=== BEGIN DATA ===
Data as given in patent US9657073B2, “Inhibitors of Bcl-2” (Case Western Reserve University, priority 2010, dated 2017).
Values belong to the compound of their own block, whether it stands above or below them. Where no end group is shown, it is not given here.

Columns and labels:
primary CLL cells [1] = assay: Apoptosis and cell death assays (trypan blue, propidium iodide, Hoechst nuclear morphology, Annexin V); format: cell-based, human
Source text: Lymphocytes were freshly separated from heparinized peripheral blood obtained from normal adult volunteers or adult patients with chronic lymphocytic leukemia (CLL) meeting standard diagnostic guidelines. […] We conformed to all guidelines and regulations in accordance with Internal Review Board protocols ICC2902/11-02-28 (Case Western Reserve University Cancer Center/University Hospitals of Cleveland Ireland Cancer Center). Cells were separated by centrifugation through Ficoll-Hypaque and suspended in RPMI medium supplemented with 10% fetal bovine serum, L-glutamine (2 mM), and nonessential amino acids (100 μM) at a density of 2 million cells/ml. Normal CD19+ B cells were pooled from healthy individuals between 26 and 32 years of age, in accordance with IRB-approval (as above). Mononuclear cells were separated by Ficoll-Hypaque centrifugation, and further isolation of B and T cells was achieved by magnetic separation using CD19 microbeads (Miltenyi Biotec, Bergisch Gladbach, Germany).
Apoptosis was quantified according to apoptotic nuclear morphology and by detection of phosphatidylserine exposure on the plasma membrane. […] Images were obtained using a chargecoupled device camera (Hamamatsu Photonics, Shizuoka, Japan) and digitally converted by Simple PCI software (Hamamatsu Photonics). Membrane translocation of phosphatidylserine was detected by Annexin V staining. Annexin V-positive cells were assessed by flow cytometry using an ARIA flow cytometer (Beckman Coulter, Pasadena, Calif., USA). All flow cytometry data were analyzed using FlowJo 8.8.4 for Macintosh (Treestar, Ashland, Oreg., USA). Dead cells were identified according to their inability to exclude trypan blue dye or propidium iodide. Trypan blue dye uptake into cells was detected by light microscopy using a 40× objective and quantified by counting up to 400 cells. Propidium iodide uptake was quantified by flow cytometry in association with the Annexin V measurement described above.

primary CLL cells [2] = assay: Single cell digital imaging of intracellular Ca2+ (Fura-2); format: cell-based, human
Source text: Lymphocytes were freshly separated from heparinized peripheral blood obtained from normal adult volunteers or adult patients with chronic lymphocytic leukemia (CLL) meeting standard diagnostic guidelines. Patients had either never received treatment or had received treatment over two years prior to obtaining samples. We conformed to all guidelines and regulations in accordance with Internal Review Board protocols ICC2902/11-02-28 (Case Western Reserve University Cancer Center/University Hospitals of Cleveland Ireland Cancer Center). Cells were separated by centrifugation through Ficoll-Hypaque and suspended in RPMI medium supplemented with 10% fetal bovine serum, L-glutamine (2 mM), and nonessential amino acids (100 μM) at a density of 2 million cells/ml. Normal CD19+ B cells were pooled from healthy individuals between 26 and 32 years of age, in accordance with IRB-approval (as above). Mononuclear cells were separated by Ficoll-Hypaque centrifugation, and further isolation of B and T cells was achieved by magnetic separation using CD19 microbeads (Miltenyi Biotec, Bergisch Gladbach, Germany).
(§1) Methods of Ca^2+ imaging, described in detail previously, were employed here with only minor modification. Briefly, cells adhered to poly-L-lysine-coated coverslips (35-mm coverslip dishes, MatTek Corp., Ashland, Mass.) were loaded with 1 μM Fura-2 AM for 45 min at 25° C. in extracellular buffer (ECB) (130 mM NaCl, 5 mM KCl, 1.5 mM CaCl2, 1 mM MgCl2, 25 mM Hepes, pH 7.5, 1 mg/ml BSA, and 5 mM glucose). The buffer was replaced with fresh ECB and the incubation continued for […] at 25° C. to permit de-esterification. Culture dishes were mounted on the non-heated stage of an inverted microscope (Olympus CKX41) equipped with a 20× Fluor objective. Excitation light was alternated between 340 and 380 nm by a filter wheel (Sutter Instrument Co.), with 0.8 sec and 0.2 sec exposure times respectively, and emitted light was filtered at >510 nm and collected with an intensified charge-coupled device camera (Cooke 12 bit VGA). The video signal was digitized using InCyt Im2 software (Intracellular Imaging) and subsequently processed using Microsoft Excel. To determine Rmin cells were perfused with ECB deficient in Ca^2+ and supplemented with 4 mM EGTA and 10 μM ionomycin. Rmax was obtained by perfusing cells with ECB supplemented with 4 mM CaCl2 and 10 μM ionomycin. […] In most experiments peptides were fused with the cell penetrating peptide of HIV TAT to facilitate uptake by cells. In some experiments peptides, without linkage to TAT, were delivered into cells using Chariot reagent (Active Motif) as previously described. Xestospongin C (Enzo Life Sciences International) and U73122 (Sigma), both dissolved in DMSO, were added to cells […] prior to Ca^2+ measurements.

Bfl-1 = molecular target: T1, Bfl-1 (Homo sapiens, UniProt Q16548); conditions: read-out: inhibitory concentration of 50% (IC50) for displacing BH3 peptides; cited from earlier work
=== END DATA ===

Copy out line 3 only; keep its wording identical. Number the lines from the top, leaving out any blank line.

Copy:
Columns and labels: